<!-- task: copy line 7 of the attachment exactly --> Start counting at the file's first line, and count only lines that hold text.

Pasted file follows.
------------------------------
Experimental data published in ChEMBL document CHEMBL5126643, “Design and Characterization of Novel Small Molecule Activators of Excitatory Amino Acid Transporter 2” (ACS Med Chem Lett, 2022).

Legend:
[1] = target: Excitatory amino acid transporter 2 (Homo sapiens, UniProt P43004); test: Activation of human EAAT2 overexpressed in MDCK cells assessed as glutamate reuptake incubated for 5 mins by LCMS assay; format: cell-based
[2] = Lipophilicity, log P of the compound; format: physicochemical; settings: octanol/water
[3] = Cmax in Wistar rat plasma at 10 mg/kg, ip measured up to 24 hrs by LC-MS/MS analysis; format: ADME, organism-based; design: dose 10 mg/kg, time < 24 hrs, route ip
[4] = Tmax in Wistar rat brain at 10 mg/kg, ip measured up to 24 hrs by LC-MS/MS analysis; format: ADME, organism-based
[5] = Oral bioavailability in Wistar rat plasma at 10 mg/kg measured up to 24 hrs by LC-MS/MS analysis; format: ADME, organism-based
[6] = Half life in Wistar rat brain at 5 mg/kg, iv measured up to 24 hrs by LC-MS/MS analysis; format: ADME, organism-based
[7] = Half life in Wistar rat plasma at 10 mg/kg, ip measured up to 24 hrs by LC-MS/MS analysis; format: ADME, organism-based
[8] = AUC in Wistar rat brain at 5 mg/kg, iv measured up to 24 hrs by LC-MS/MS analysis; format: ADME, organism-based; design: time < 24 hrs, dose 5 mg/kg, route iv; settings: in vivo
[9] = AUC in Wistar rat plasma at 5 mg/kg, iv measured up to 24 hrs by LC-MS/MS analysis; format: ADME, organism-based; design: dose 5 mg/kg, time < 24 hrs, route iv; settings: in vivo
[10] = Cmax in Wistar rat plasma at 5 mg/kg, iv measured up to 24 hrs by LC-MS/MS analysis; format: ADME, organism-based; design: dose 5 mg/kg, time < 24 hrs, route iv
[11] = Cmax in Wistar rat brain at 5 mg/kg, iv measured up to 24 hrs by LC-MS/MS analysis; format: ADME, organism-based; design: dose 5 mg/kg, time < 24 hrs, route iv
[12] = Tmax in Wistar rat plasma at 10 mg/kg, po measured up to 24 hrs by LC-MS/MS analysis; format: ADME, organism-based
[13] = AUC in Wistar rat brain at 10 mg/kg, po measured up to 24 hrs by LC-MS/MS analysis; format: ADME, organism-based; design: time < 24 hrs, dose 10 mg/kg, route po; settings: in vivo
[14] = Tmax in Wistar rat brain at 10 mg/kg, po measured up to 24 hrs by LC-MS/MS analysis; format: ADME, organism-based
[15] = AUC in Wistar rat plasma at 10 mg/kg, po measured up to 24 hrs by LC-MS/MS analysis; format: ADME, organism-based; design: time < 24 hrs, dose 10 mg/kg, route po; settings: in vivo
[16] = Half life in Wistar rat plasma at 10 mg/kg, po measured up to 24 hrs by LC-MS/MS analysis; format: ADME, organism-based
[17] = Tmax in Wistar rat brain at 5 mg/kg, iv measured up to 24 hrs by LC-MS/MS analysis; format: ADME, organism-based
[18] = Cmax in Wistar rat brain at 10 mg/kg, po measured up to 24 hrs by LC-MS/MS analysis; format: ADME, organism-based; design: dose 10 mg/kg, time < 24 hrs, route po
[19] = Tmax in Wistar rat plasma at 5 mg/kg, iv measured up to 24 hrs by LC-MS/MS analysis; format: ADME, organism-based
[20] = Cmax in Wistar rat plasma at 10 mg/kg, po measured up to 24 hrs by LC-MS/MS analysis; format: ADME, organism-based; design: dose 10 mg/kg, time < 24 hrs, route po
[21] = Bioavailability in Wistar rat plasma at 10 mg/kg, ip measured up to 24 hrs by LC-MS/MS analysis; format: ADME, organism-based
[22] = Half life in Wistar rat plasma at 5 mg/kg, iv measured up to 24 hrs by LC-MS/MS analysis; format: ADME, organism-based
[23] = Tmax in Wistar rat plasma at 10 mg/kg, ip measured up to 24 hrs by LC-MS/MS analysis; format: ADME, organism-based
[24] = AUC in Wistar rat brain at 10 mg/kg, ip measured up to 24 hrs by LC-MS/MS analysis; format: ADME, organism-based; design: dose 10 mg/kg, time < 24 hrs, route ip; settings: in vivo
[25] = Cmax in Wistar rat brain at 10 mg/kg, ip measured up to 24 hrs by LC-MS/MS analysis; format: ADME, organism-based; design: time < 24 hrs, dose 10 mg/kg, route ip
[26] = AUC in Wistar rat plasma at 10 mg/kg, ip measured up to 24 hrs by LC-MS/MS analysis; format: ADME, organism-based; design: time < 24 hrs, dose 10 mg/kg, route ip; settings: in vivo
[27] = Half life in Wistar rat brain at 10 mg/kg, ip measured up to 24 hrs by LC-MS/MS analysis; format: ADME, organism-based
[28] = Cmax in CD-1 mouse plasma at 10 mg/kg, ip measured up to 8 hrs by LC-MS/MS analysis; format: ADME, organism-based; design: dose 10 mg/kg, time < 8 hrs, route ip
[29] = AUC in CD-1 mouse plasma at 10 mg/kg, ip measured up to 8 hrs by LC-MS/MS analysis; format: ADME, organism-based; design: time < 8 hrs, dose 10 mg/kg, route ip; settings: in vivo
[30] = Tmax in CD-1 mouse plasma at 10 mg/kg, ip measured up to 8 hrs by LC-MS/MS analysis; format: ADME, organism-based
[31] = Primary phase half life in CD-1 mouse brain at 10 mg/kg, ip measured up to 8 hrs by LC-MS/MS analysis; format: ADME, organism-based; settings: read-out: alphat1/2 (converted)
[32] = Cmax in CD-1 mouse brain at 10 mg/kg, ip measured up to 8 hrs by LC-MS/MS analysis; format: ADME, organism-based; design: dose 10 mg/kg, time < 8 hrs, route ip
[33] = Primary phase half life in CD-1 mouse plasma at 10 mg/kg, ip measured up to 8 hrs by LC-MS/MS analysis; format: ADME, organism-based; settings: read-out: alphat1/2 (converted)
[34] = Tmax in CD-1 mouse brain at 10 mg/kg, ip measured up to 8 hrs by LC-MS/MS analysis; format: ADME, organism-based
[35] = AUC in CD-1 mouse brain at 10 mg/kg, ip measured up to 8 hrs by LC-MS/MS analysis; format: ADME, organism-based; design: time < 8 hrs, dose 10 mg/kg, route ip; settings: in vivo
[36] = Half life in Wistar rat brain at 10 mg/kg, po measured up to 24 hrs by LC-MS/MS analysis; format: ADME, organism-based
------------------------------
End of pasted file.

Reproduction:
[5] = Oral bioavailability in Wistar rat plasma at 10 mg/kg measured up to 24 hrs by LC-MS/MS analysis; format: ADME, organism-based